Secrets, lies and back-flips
Never in his wildest imaginings could Tony Abbott have thought his first hundred days in government would be so difficult; so unsuccessful. Having lead so comfortably in the polls for a long while prior to the Federal election last September – apart from a slight blip when Kevin removed Julia – how could the honeymoon have been so short-lived? In fact, pollsters claim there has been no honeymoon at all, which is highly unusual. The latest poll shows the biggest slump for a new government – a four to five per cent swing against – in 40 years.
In a matter of a few weeks, Australia has become an embarrassment globally and the worst fears of truly liberal thinkers have been realised far sooner than expected.
One of Abbott's key sound bites… sorry, policies... soon descended into farce. Stopping the boats was made a military matter, an issue of national security shrouded in secrecy. Weekly press conferences were pointless, and public and media alike became dependent on Indonesian sources of information for boat statistics. It was interesting to observe the media cooling on the Coalition. Then, already tricky negotiations with Indonesia were stalled by spying allegations. So much for a 'Jakarta not Geneva' foreign policy focus. Timor-Leste weren't impressed by spying either.
The Government's pronouncements about China's control of certain bits of air space during its ongoing dispute with Japan over a group of islands lead to a frosty reception for Foreign Minister Julie Bishop. Great outfit though: loved the swirly skirt with the boots. A fine example of power dressing if ever I saw one.
Not sending the Minister for the Environment to climate talks in Warsaw was not a good move, Abbott. If Australia really wants to be a global player, opting out of the most serious issue facing all nations currently and into the future was short-sighted and completely misguided. The Minister was too busy back home getting rid of climate-science-based influencers and renewable energy initiatives. Dear oh dear.
Abbott's fixation with repealing carbon pricing was high on his agenda. He still maintains the election was a mandate to take Australia backwards on emissions targets, but voters voted not so much on that as booting out Labor. They wanted change. They weren't endorsing LNP policies: we didn't know what most of those were prior to polling day. The election was a rerun of the Queensland state election 18 months previously. Change for change's sake, with little heed for the consequences. It took Queenslanders only slightly longer to discover their mistake and for a different reason – when thousands of public sector jobs were axed. That hasn't begun yet for the Commonwealth as a whole.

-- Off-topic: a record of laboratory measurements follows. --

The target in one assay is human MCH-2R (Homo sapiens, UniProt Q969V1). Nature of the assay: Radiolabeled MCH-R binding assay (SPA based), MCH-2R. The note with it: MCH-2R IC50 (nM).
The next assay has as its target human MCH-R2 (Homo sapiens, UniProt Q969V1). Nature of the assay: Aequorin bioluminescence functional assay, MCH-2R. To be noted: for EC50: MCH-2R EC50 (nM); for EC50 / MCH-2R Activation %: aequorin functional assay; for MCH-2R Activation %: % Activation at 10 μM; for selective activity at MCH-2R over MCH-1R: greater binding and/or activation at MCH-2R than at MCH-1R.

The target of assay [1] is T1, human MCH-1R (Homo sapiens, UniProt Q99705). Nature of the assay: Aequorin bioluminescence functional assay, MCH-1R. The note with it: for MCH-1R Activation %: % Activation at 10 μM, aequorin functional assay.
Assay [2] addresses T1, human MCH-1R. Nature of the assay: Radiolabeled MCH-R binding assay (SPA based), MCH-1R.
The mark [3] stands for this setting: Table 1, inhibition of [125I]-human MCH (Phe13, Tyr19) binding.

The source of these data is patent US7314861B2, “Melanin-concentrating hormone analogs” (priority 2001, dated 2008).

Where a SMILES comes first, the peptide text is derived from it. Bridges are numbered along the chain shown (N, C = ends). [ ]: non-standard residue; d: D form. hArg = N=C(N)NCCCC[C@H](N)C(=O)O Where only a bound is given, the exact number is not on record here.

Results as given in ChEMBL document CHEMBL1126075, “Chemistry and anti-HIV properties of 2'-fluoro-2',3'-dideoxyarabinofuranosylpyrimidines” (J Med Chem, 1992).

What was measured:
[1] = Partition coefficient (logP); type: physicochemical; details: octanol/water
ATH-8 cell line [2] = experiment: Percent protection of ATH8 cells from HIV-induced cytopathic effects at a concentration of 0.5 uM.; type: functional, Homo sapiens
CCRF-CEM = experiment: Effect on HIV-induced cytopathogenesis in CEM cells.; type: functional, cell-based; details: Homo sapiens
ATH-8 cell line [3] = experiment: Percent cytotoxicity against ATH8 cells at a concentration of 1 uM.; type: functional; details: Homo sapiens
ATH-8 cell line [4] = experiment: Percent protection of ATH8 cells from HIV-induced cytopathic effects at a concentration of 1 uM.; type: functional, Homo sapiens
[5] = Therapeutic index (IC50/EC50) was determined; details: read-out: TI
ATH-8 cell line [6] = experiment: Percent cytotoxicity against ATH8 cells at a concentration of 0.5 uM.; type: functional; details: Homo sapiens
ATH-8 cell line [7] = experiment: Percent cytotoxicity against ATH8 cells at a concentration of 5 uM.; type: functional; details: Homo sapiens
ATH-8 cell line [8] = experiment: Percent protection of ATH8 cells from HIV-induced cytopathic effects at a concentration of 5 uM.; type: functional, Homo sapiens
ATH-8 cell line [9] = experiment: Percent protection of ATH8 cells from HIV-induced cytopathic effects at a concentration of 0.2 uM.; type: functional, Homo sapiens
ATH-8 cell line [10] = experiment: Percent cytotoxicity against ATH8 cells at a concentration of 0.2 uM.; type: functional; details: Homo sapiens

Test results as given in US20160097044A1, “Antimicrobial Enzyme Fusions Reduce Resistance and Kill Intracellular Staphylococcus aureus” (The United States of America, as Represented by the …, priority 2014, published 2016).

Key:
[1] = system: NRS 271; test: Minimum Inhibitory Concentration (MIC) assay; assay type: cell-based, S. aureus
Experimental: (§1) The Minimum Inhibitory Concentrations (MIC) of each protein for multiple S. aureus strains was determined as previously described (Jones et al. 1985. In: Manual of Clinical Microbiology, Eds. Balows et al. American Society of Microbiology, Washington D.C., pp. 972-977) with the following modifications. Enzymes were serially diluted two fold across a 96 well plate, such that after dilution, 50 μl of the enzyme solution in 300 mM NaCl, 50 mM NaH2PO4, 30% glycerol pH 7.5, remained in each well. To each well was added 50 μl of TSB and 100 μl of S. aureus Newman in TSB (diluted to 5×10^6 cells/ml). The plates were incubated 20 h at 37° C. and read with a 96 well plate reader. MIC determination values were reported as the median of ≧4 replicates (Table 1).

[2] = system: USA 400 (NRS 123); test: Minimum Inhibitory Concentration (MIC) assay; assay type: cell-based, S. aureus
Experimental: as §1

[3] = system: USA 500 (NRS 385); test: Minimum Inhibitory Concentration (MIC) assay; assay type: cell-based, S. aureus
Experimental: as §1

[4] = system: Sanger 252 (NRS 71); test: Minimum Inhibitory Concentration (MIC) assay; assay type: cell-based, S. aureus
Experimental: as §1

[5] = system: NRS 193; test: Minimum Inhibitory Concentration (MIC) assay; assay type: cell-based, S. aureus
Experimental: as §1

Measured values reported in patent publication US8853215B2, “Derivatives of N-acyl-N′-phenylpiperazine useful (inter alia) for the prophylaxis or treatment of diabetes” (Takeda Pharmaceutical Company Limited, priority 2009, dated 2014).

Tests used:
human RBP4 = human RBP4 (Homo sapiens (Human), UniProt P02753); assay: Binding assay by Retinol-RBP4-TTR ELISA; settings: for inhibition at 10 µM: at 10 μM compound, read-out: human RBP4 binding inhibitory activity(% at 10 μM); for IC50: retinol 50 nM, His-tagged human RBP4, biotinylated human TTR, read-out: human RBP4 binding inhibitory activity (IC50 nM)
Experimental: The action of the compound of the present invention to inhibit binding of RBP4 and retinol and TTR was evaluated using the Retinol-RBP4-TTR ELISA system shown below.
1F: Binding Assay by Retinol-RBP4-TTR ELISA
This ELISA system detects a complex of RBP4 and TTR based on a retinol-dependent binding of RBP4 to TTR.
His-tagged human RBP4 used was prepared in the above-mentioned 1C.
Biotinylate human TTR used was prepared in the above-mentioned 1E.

One thing the then Opposition had promised to do was honour Labor's education funding plans. But lo, a sudden U-turn. The fiasco really wasn't helped by the Education Minister's poor intellect and buffoonery. (Did you notice one day when Abbott was speaking in Parliament with his grave face on, Christopher Pyne let out an inappropriate giggle involuntarily?) Abbott had to step up to the mic with his Education Minister to soothe angry parents and 'clarify' that the LNP wasn't breaking its promise. Figures here and figures there. Surely you don't mess with education? How to alienate millions of voters at a stroke.
I actually thought Abbott's more-or-less silence and ever-so-low profile between election day and the opening of Parliament was a master stroke. The Australian people had had enough of daily pollie squabbles within and under Labor. Were the grown-ups knuckling down to the job? The first day of Parliament did not bode well, however. A blatantly biased new Speaker – another Bishop – did not deal well with renewed bickering. Term ended in a similar fashion. Recriminations and blame gaming abounded in a week in which the future of Holden car manufacturing and same-sex marriage in the ACT came to untimely ends.
Tony Abbott looks tired and older already. He seems to have less hair, but perhaps it's an optical illusion because the ears have got bigger. He needs a Christmas break: he almost endorsed smacking children the other day, and the flag on Parliament House did not come down early enough after Nelson Mandela's passing.
I must say I'm enjoying the Coalition's performance enormously so far. Happy holidays everyone.